Burn, baby, burn: An interview with a professional fire-eater

Photo courtesy of www.icfire.org

“Let me tell you, we make for a really fun bachelor party compared to something typical like a stripper,” says Jodie Smalley, performer and general manager for the Incendiary Circus. “Especially when we do something like light the bachelor’s tongue on fire for a second.”

“Wow,” I say. “That is driving me even further away from the idea of ever getting married.”

“If it’s a hot chick doing it, does that count?” Smalley asks.

The Incendiary Circus has been “Utah’s premier professional fire and performance art entertainment group” since 2003. While pyromania is generally frowned upon by your parents, teachers and local firefighters, the gutsy men and women of the Incendiary Circus feel right at home flailing conflagrant staffs and chains dangerously close to their persons. Some of them even breathe fire. And you thought you were super cool with that namby-pamby little cigarette hanging off your lower lip.

We caught up with Jodie Smalley, who performs under the name Reala, and got the lowdown on all things pyromaniacal. Turns out fire-eating doesn’t cause blisters. Turns out you can still get proper health insurance, even if your weekend gig carries a legitimate risk of second-degree burns. Learn more below. And, to all you buffoons reading this week’s issue: Do not try this at home.

What inspired you to start playing with fire in the first place?

A lot of us saw it at places like Burning Man, so we were inspired by that. We have our own little Burning Man Festival here in Utah and we wanted to have our own fire performance group.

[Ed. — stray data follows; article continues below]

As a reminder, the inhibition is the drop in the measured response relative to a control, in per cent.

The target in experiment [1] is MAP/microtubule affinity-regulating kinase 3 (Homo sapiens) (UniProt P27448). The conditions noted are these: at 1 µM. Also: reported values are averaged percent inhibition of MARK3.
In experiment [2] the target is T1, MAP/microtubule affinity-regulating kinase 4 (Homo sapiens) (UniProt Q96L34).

Is it a smaller Burning Man affiliated with the Burning Man in the Black Rose Desert, or is it a Burning Man type of experience here in Utah?

They’re encouraged by the Burning Man organization, and they’re called “regionals”. The website for Burning Man has all the information

about it. But yeah, we were having our regional and we thought, “Man, it’d be cool to have fire performers and I want to learn how to do it”, so we all started practicing together, and realized that we were interested in performing for events, for things like art gallery openings, just little things like that. So we organized it into a business.

How long does one typically train before they’re ready to perform?

It really depends on the person. We have some people who will practice every spare moment that they have. [It depends on] amount of training and practice you put in. Also, we do highly encourage that you undergo fire safety training – what do you do if you catch yourself on fire, or drop your fire tool or if the fuel can gets tipped over – things like that.  We have actual fire-safety people who attend, especially when we’re performing in public. There’s an etiquette also, for the performers. You could be the best performer in the world, but if you don’t know anything about fire safety, we won’t let you perform.